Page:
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@cstrat thanks for the reply. Do you put all of your publications in the publications.js file? I’ve been creating subdirectories based on the part of the application I’m building. Example: /server/publications/players/playersPublication.js. Is this over kill? I guess I thought it made it easier to find what I’m looking for, but it’s all becoming jumbled in my head right now. It’s probably easier your way.

I’ve been doing the same sub directory structure in my /lib directory for methods too. Again probably making more of a mess

My router.js is in the same place as yours.

I don’t do any inserts, etc… In the client directly. Usually call a method in /lib/subDirectory.

Yeah I have all publications in the same file, only because my apps never really had more than 3 or 4 collections.

Usually have a null publication for the user account of the logged in user (just to get whatever client side attributes they need). Then there are maybe three collections with data I need to subscribe to through out the app.
Having all the publications in the same place is nice for me - and its not a huge amount of code by any means.

Breaking it up by collection type does make sense but I like just being able to find the one file where publications are defined.

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Thanks again. The difficult part for me with meteor has been that’s it’s not opinionated and there really isn’t one way fo doing something even down to the file structure. So it’s great to see what other people are doing. Thank you.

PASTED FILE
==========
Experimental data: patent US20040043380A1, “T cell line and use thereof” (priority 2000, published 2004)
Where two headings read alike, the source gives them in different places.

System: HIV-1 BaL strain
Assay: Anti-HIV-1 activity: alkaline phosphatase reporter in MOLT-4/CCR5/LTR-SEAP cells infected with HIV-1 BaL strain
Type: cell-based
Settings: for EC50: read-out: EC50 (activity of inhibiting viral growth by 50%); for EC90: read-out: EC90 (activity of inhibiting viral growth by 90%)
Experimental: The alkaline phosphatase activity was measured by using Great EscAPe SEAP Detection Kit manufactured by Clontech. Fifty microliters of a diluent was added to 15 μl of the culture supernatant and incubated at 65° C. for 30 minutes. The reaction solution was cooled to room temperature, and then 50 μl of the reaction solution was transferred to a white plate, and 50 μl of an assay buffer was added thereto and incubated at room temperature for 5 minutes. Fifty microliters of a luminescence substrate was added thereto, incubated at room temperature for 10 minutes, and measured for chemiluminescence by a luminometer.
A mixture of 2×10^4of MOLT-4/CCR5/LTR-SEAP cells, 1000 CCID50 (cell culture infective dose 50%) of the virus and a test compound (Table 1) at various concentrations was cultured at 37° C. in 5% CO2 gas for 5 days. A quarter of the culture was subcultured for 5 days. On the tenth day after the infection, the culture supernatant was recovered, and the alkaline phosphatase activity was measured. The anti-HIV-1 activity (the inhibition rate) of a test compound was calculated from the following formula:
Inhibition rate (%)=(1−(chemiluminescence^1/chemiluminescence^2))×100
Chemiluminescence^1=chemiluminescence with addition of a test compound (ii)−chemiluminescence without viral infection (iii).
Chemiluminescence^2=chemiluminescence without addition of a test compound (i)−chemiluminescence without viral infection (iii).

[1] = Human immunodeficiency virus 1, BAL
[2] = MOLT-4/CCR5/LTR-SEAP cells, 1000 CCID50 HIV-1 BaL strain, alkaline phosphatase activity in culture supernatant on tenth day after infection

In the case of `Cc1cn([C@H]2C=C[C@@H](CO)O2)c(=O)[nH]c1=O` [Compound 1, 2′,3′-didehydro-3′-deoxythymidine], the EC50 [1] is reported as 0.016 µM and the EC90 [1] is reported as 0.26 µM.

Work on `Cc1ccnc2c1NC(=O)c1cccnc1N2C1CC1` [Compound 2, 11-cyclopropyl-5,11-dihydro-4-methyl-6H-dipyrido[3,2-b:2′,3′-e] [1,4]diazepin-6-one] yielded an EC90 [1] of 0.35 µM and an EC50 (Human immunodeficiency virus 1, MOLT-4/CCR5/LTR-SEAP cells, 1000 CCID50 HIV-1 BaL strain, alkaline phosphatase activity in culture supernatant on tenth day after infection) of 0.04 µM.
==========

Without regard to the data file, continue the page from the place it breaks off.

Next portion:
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Yeah it is a bit hard when first starting. I did exactly what you did and followed the discover meteor examples.
I’m no expert - but I have been playing with Meteor for a while now and this pattern has worked perfectly for me so far.

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@cstrat One last question. I’ve read the docs and the guide and am still stuck on this. When you publish something is it best to be specific in the publication or general and then drill down in the client code?

For example, see my players.find() line with the regex in it.

Server Code

Meteor.publish('players', function(){
  return players.find();

Client Code


  players: function () {
    var query = Session.get('query');    
    var allPlayers = players.find({ }, {limit: 25});

      return players.find({"lastName": { $regex: ".*" + query + ".*", $options: 'i' } }).fetch();
    } else {
      return allPlayers;


});//end Template players helper

This really depends on your app.

Most collections contain information which you don’t want to share with every client. For example in your players collection you may retain documents for players who were retired or deleted. So you filter those out at the publication. Also people often have attributes in the document which are admin only and need to be filtered at the publication. For example key dates, last IP address, or whatever.

Also consider how many records you have. If you have 600 players do you really want to push that to every client subscribing?

It looks like you’re stepping through documents 25 at a time on the client. You can do that with updated subscription requests on the client. You could get clever and always subscribe to 50 records, so that the next page of results (25 per page) is always pre-cached.

Thanks again. Much appreciated.